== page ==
Nasireddin (crater)

From Wikipedia, the free encyclopedia
Jump to navigation Jump to search
Nasireddin crater 4107 h2a.jpg
Coordinates41°00′S 0°12′E / 41.0°S 0.2°E / -41.0; 0.2Coordinates: 41°00′S 0°12′E / 41.0°S 0.2°E / -41.0; 0.2
Diameter52 km
Depth3.0 km
Colongitude1° at sunrise
EponymNasir al-Din al-Tusi
LRO image of Nasireddin (lower center), overlapping Huggins crater (lower left,) and bordering Miller crater (upper right).

Nasireddin is a lunar impact crater that lies in the rugged terrain in the southern part of the Moon's near side. This crater overlaps two older formations, intruding into the crater Miller to the north and Huggins to the west. To the east of Nasireddin is the much larger walled plain Stöfler.

This crater is a younger formation than the two craters it overlies, particularly the worn Huggins to the west. This crater retains much detail, including a terraced inner wall and a sharp rim to the south and east where the inner wall has slumped. The interior floor is relatively level, but rough-surfaced. There are a few low central peaks near the midpoint of the interior, and a few tiny craterlets to mark the surface.

'Nasireddin' has been named after Nasīr al-Dīn Tūsī,[1] a medieval Persian polymath and prominent writer; who is considered to be the greatest of the later Persian scholars. Nasīr al-Dīn Tūsī was an architect, astronomer, biologist, chemist, mathematician, philosopher, physician, physicist, scientist, theologian and Marja Taqleed.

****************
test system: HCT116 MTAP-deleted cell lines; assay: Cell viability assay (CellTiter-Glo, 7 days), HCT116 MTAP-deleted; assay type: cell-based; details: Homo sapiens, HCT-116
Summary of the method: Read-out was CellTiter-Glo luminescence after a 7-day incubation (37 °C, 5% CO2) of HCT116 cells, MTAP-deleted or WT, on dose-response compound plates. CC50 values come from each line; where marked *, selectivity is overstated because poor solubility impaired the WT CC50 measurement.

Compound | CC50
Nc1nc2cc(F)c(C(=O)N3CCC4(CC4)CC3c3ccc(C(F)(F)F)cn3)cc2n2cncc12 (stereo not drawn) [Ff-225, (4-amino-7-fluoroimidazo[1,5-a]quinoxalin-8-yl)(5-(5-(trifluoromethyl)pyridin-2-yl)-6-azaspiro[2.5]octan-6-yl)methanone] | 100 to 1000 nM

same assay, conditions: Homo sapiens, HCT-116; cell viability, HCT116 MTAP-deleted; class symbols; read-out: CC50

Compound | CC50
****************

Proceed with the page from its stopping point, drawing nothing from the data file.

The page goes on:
Satellite craters[edit]

Nasireddin crater and its satellite craters taken from Earth in 2012 at the University of Hertfordshire's Bayfordbury Observatory with the telescopes Meade LX200 14" and Lumenera Skynyx 2-1

By convention these features are identified on lunar maps by placing the letter on the side of the crater midpoint that is closest to Nasireddin.

Nasireddin Latitude Longitude Diameter
B 39.4° S 1.1° W 9 km


  1. ^ "Nasireddin (crater)". Gazetteer of Planetary Nomenclature. USGS Astrogeology Research Program.
  • Andersson, L. E.; Whitaker, E. A. (1982). NASA Catalogue of Lunar Nomenclature. NASA RP-1097.
  • Bussey, B.; Spudis, P. (2004). The Clementine Atlas of the Moon. New York: Cambridge University Press. ISBN 978-0-521-81528-4.
  • Cocks, Elijah E.; Cocks, Josiah C. (1995). Who's Who on the Moon: A Biographical Dictionary of Lunar Nomenclature. Tudor Publishers. ISBN 978-0-936389-27-1.
  • McDowell, Jonathan (July 15, 2007). "Lunar Nomenclature". Jonathan's Space Report. Retrieved 2007-10-24.
  • Menzel, D. H.; Minnaert, M.; Levin, B.; Dollfus, A.; Bell, B. (1971). "Report on Lunar Nomenclature by the Working Group of Commission 17 of the IAU". Space Science Reviews. 12 (2): 136–186. Bibcode:1971SSRv...12..136M. doi:10.1007/BF00171763.
  • Moore, Patrick (2001). On the Moon. Sterling Publishing Co. ISBN 978-0-304-35469-6.
  • Price, Fred W. (1988). The Moon Observer's Handbook. Cambridge University Press. ISBN 978-0-521-33500-3.
  • Rükl, Antonín (1990). Atlas of the Moon. Kalmbach Books. ISBN 978-0-913135-17-4.
  • Webb, Rev. T. W. (1962). Celestial Objects for Common Telescopes (6th revised ed.). Dover. ISBN 978-0-486-20917-3.
  • Whitaker, Ewen A. (1999). Mapping and Naming the Moon. Cambridge University Press. ISBN 978-0-521-62248-6.
  • Wlasuk, Peter T. (2000). Observing the Moon. Springer. ISBN 978-1-85233-193-1.

External links[edit]